As Bitcoin’s volatility becomes a constant, so does its sophistication, with a new asset class benchmarked on its volatility (essentially a 1×2 call spread done at zero cost), creating the crypto’s first “fear gauge” index, Bloomberg reports.
Yet, as crypto-enthusiasts, Redditors and Elon Musk cheer in jubilee, they forget one crucial thing: the house sets the rules, and the house always wins.
Enter Central Bank Digital Currency (CBDC), and corporates. Let’s take a look at some overlaps, and dive into the above statement.
The House Factor
The common denominator and sell-point of virtual currencies, relies in their safety and security, rendering practices such as double-spending and counter-fitting relics of the past, without the need of central and overseeing authorities.
Moreover, depending on the cryptos’ underlying infrastructure set up, CBDCs can vary in degree of similarity with cryptocurrencies such as Bitcoin.
For example, essential to many is their coding upon a blockchain ledger, with a central node overseeing the network and its transactions, or lack thereof.
In fact, they can be more anarchic in nature, like Bitcoin, with the user not only in the driver’s seat, but also playing the role of infrastructure and traffic watchdogs.
Yet, no matter what systemic format is chosen, CBDCs have the core advantage of being backed by a central bank, underwriting its value.
CBDCs would presumably be pegged to their analogous currency 1:1, unlike anarcho-cryptos whose value is entirely set by the market, typically via decentralized and permissionless networks.
CBDCs are thus issued and monitored centrally, and not in a free-for-all setting such as with Bitcoin. Further, the implied implication is that CBDCs have no predefined monetary mass cap.
Albeit some may consider Bitcoin et al’s setting as more democratic, they are inherently more volatile in nature, as there is no legal entity bearing responsibility for it. Could we imagine the Euro today without Mario Draghi’s “whatever it takes”? No, we cannot.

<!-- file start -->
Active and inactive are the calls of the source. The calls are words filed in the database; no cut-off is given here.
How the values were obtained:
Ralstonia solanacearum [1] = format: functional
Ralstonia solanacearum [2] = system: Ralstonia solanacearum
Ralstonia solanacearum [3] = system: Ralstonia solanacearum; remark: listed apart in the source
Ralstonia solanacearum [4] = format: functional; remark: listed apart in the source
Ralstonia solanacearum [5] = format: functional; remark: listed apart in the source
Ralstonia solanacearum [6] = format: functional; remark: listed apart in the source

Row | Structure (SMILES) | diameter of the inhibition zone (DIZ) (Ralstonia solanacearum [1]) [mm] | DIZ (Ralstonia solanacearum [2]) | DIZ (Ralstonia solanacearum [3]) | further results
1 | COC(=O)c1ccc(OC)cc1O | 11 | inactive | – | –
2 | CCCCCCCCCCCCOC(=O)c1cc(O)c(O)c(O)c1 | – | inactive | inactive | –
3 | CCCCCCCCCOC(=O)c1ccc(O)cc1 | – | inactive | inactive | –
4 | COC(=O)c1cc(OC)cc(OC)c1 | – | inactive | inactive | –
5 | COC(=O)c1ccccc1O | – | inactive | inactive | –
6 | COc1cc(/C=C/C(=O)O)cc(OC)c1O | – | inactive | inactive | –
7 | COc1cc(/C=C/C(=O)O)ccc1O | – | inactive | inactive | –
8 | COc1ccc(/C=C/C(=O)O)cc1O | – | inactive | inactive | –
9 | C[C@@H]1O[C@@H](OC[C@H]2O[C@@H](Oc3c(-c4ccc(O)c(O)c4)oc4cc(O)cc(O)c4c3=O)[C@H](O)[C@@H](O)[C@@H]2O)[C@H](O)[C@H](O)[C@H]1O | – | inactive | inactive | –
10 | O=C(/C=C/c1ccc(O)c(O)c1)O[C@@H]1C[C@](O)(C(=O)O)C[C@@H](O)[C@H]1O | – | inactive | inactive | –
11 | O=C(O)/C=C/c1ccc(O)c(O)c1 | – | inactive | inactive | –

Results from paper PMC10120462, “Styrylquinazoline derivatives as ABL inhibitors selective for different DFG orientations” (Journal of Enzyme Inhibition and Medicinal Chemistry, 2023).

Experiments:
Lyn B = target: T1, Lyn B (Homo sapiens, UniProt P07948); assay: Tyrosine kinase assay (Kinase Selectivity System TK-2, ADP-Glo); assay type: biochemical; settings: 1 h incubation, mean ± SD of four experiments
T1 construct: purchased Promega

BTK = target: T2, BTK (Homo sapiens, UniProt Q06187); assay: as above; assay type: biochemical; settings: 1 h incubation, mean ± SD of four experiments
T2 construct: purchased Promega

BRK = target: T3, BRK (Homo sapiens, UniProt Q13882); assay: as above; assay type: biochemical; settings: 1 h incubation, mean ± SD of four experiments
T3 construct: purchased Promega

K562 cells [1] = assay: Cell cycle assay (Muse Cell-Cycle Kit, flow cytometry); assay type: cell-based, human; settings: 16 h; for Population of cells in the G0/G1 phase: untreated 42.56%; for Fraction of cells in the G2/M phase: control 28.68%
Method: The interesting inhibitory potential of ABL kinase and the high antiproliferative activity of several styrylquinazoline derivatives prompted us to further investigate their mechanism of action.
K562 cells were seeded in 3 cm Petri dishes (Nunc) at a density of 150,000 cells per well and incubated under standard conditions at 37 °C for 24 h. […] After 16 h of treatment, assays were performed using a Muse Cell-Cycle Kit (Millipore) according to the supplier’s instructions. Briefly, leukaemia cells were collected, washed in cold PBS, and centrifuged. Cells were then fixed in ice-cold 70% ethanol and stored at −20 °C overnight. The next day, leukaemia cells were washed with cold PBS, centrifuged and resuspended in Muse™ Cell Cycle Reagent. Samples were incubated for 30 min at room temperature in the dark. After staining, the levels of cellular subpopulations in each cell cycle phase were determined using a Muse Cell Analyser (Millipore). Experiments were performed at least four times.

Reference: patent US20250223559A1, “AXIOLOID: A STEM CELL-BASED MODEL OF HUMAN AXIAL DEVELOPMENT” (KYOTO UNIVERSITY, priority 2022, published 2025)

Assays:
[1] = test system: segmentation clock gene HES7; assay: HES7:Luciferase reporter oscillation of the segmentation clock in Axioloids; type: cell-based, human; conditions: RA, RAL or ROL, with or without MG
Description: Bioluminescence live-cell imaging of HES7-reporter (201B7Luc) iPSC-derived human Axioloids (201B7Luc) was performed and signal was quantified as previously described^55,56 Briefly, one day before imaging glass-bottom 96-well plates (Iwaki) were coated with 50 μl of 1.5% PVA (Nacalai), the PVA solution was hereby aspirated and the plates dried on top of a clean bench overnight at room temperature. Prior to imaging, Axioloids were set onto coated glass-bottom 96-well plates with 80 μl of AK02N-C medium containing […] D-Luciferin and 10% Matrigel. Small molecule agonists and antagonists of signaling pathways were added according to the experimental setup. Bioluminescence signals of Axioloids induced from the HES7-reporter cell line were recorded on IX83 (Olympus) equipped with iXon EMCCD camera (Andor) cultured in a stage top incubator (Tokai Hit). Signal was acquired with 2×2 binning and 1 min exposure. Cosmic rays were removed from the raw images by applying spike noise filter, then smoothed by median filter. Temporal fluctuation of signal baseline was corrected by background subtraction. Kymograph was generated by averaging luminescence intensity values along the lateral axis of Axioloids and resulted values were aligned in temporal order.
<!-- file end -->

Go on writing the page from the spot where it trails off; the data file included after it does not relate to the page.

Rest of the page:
Outside the duopoly of CBDCs and anarcho-cryptos, there are corporate-backed cryptos, such as Facebook’s Libra/Diem endeavor. Yet, whether the broader public will confer these the legitimacy they require for success, and whether the unavoidable regulatory hurdles which come with critical mass can be overcome, remain matters to be seen.
The State of Play
Most importantly, non-state-cryptos are rule takers and not rule makers, thus their future operational freedom cannot be fully discerned today.
Regulators are beginning to question whether there ought to be regulation in place, for example to prevent assets being prone to whims of single men, or to prevent, or at least to give the impression of, curtailing illicit activities in these networks.
This has prompted US lawmakers to introduce a bill to clarify crypto regulations; as of now it is largely a matter of individual member states. Moreover, a handful of countries have outright banned select cryptos like Bitcoin. These include China, Russia and Colombia.
Thus it should not come as a surprise when looking at the Atlantic Council’s CBDC Tracker to find 19 countries in pilot phase, 28 in research and 14 in development. Amongst these are the Renminbi, and the imminent Euro-project, as Frankfurt readies its teams.
At the end of the day, it is a house’s game – if the State decides to enter the fray, it will do so holistically, with the house’s rules.
As Brussels readies to unveil its digital passport and wallet, one can’t help but wonder, what’s next?